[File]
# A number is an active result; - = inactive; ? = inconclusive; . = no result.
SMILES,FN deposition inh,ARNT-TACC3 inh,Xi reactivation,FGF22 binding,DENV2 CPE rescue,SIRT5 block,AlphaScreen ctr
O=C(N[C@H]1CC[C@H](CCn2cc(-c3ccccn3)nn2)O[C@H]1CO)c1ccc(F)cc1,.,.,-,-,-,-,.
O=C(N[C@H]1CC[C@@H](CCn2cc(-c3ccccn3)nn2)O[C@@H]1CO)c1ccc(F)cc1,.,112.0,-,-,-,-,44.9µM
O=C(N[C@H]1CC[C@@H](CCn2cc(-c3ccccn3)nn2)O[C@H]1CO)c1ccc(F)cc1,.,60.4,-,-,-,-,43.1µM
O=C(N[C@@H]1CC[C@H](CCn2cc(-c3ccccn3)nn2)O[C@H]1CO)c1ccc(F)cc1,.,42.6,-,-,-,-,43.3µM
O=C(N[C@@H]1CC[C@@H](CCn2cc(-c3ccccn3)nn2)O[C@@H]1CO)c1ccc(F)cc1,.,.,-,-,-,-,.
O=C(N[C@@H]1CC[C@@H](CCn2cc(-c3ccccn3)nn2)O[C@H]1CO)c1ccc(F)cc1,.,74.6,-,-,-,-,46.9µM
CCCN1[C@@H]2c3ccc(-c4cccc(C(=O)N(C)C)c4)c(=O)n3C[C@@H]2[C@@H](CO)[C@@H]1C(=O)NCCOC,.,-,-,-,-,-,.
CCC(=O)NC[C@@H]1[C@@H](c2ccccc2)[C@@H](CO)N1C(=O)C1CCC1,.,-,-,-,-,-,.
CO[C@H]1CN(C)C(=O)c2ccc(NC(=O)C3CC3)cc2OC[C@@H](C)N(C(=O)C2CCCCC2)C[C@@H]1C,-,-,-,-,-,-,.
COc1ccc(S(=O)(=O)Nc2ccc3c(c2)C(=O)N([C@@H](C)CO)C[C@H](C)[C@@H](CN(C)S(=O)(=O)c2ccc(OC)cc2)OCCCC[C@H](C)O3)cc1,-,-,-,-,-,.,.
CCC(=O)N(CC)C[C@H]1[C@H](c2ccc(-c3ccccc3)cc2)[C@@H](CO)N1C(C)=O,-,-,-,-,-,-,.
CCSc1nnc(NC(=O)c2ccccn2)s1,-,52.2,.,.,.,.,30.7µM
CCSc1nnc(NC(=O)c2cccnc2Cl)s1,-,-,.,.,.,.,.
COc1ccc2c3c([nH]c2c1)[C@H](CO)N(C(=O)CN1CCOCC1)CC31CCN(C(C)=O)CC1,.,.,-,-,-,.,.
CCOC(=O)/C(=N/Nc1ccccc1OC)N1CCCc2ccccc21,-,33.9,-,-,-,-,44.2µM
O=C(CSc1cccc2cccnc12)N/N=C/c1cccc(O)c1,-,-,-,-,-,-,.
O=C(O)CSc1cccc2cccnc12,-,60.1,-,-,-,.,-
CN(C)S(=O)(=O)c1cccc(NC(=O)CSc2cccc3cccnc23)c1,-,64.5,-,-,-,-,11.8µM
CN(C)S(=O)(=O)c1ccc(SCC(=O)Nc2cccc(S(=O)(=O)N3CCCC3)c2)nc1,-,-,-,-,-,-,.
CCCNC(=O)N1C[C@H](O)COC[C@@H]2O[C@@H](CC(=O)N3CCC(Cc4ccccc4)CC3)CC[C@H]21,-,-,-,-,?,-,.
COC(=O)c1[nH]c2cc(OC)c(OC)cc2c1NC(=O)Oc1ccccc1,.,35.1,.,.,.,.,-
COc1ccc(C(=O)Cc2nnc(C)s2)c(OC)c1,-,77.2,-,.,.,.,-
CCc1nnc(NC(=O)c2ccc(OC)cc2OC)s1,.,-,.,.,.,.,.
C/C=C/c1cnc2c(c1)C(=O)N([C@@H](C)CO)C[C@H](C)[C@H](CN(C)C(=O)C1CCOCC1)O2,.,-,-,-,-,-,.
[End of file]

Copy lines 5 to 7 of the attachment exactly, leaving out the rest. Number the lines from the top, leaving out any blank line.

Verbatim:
O=C(N[C@H]1CC[C@@H](CCn2cc(-c3ccccn3)nn2)O[C@H]1CO)c1ccc(F)cc1,.,60.4,-,-,-,-,43.1µM
O=C(N[C@@H]1CC[C@H](CCn2cc(-c3ccccn3)nn2)O[C@H]1CO)c1ccc(F)cc1,.,42.6,-,-,-,-,43.3µM
O=C(N[C@@H]1CC[C@@H](CCn2cc(-c3ccccn3)nn2)O[C@@H]1CO)c1ccc(F)cc1,.,.,-,-,-,-,.